Join us at one or more of our Institutes to more deeply explore critical issues facing higher education and strategies to address them.

International Students in Contemporary Context Insight from the U.K.

UK ImmigrationThe British public do not see international students as “immigrants” and are opposed to reducing the number coming here, even if this would make it harder to reduce immigration numbers, according to new research released today by Universities UK and think-tank British Future.

The government should instead remove international students from the net migration target and support and challenge universities to attract more international students to study here, the report argues.

The new research poses a challenge to the government as it seeks to keep its promise to reduce net migration to “tens of thousands”.  International students are the largest group of migrants from outside the EU counted in the government’s net migration figures, representing around a third of all people coming into Britain.

Yet only a fifth (22%) of people think of international students as “immigrants” at all.

Other findings include:

  • When people are told that students are part of the target, “the most common reaction is surprise and even bafflement that international students are classified as immigrants at all,” the report says.
  • New ICM polling conducted for the organisations finds that targeting international students would be unpopular and would fail to address public concerns about immigration. Six out of ten (59%) people say the government should not reduce the number of international students, even if this makes it harder to reduce immigration numbers. Only 22 per cent would support a reduction in international student numbers.
  • Among Conservative voters, the figure was even higher, with two-thirds (66%) of Tories opposed to a reduction in international student numbers, compared to just 23 per cent who would reduce international student numbers so as to get immigration numbers down.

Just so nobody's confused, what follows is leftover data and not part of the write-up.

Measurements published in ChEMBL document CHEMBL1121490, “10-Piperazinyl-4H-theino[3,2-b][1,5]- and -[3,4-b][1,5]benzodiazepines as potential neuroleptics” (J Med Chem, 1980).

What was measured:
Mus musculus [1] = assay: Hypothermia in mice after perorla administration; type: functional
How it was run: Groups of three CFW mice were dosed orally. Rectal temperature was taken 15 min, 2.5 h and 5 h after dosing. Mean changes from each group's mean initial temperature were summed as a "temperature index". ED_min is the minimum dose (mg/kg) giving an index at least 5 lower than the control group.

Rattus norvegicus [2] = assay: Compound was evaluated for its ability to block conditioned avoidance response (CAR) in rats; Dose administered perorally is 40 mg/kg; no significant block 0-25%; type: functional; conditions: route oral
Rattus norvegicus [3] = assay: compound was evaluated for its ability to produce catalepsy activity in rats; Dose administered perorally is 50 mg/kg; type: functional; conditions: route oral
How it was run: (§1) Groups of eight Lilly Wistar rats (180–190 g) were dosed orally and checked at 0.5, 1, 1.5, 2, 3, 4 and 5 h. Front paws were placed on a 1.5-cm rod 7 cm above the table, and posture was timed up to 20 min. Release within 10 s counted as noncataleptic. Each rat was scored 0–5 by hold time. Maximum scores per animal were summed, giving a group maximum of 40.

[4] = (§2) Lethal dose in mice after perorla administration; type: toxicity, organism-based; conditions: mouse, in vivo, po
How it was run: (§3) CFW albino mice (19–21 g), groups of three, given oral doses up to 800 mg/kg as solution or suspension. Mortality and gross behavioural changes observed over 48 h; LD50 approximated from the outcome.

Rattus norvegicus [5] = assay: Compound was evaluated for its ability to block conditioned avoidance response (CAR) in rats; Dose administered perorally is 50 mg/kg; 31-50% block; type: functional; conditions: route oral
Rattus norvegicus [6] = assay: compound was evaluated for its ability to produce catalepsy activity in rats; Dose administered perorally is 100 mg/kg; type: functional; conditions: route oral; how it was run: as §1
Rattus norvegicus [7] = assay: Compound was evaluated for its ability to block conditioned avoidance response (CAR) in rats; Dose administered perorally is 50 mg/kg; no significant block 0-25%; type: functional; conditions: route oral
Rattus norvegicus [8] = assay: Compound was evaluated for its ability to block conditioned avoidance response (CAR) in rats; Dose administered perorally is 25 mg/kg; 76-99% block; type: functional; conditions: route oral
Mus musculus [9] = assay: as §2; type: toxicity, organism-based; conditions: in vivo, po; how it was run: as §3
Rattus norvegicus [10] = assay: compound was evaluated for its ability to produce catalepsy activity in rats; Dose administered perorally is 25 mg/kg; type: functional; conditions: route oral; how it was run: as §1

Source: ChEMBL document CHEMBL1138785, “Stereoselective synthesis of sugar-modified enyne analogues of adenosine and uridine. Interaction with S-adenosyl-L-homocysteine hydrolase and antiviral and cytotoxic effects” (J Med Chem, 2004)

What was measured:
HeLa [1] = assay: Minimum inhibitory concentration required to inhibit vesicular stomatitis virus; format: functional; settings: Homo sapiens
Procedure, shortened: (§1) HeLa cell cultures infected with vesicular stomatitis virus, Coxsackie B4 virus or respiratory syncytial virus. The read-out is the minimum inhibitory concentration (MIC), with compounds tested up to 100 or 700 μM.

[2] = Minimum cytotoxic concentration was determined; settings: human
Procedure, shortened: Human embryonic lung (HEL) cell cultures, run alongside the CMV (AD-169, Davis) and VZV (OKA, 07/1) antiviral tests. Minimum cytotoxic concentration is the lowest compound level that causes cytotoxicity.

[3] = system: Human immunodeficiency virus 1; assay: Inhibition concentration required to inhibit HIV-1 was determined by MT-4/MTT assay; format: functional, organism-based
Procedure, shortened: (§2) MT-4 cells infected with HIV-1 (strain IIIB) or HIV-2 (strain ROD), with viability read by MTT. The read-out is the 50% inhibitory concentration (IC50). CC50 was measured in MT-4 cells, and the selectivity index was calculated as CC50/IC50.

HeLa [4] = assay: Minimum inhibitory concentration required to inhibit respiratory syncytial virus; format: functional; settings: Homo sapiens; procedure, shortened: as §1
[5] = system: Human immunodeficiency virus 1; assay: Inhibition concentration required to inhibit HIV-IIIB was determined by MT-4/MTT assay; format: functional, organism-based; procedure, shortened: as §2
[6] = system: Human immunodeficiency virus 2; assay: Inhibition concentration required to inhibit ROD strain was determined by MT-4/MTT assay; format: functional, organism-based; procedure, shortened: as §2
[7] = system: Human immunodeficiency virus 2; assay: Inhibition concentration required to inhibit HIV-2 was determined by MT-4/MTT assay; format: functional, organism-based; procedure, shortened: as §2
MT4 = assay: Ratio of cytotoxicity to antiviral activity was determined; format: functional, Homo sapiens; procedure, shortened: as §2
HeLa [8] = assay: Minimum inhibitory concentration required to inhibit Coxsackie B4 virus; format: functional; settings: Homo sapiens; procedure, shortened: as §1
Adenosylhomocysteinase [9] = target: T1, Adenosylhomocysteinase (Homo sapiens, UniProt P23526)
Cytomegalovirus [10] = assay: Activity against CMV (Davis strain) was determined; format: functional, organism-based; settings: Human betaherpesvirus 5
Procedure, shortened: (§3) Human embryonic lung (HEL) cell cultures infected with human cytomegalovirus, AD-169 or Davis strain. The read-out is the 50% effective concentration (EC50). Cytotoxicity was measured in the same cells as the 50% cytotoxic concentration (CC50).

• The majority of people (75%) are in favour of allowing international students to stay on and work after they finish their degree. Support rises to 81% for Conservative voters.
  • Sixty per cent think international students bring money into the local economy, compared to only 12 per cent who think they are a net drain on the local economy.  Support rises to two-thirds (66%) of people living in university towns and nearly three quarters (72%) of Conservative voters.
  • Sixty-one per cent agree that Britain’s universities would have less funding to invest in top-quality facilities and teaching without the higher fees paid by international students. Only seven per cent disagree.

Download the study here.

“University of the Future” a Global Survey of Students

FYIHE 2

Laureate International Universities is the world’s largest network of higher education institutions with 75 members located in 29 countries and enrolling more than 850,000 students worldwide. In an effort to look forward and develop a vision for the future of their members over the next 15 years they commissioned a large scale survey of their students.

They commissioned Zogby Analytics to survey their students and 20,876 learners responded. The survey asked students about their vision of the optimum university  model 15 years in the future.

  • 52 percent of students who participated said most courses would be offered any time of day or night and 44 percent said most courses would have no fixed schedule
  • 41 percent of respondents said students would be able to earn specialized certificates to allow them to manage the pace of their academic career, rather than concentrating it into a two- or four-year span with a degree at the end
  • 54 percent said that collaborative courses focused on group projects will be offered, and 61 percent said that most courses will be designed by industry experts
  • 64 percent said courses will be offered in multiple languages Students will be able to access personalized instruction or tutoring online, according to 43 percent of those surveyed
  • 71 percent of survey respondents told researchers they think “career-oriented skills (not just subject matter) will be taught in future universities,” according to a summary of the findings
  • 43 percent of surveyed students said “their courses will include free content on the Internet to unlimited numbers of students,” according to the survey summary. That number increased slightly among students aged 18-24 and those in developing countries, to 45 and 44 percent, respectively
  • 55 percent saying that changes to how students take courses will benefit them, Asian students were both the most likely to tell researchers that future universities will be dominated by online content, and to say they think that’s a good thing
  • 44 percent of respondents said they think future instructors will be “part-time industry experts instead of full-time instructors,” according to the summary
  • 21 of respondents said they believe that grades will be based purely on academic performance and 64 percent said they would reflect a combination of academic performance and how much students contributed to teams

This is a must read. The study can be retrieved here.

An interview with John Zogby, Pollster and Founder, Zogby Analytics; Jonathan Zogby, President and CEO, Zogby Analytics; and Doug Becker, Chairman and CEO, Laureate Education, Inc. (Washington, DC June 9, 2014).

#FYIHigherEd